Changes in ringers - many now older and late starters - many do not want to commit to being at every ringing occasioon.  Older ones typically won't commit enough, or enough time to get beyond plain hunt or PB doubles.  The way we teach PBD (eg Copson leaflet) makes it look more complex than it is because we don't get basics right.  PBD not a good place to start as work is spaced out and easy to misplace.

Method ringing - vital to hasve *enough* at right standard vs call changes - can quickly recruit new people to carry on.  Therefore method ringing demands centralisation and "leagues".  Traditional local band focus fatal for method ringing, especially insistance that people should support the nearest ringing band irrespective of its quality or their own competance.

a) call change - almost anyone - can be "part time" in attendance and attitude.
b) method - young, intelligent, high focus, high committment needs discipline and some obsessiveness. - need to focus on these - via schools and classical musicians. - minimum is those in a disciplined choir.  Traditionally got from church choir - no longer exists.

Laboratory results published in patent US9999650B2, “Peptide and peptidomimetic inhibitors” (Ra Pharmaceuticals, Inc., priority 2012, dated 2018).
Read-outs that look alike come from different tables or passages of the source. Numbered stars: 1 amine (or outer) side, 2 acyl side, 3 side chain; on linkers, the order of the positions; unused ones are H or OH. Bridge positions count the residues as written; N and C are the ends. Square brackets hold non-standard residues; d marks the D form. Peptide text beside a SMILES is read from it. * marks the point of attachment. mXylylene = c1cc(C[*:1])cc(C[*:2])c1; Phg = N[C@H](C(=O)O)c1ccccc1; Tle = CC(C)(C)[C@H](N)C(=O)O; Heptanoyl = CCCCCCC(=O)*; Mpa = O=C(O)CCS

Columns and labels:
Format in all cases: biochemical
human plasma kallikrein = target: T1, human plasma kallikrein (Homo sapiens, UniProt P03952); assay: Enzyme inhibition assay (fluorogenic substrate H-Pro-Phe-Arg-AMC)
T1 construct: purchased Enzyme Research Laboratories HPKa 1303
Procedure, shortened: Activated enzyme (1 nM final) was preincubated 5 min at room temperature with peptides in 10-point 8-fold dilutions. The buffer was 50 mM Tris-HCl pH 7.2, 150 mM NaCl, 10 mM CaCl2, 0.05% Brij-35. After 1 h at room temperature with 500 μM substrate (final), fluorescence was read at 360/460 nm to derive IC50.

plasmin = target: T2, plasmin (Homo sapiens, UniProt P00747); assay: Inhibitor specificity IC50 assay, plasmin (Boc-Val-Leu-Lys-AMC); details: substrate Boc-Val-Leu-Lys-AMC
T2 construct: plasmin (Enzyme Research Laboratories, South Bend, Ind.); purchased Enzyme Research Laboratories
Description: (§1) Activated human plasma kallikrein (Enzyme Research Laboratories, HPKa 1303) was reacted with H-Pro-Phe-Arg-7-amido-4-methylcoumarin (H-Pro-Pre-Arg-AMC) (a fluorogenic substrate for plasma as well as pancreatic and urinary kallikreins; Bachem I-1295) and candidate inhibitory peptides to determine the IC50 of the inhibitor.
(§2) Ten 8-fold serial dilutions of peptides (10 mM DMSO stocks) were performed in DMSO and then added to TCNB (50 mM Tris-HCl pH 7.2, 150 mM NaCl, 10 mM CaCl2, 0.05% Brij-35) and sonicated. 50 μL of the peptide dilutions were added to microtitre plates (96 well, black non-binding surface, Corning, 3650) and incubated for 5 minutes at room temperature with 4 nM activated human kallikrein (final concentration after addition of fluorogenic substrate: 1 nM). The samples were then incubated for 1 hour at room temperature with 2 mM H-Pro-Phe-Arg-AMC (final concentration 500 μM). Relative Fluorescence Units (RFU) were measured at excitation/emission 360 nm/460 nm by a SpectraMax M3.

It is a struggle to maintain a self-sufficient tower above easy doubles methods.

When a tower drops below viability, under present arrangements, those method ringers are either lost (give up) or sink back to a lower competence level (compare village cricket)

In effect we have to revert to pre belfry reform - most ringing at a very low technical level and most method ringing in specialist - mainly urban - centres.  

Ringing training - has to be intensive, fast and be professionalised like classical music and dance training,.

Need higher ringer mobilty, and less "tower loyalty".


Teaching ringing and handling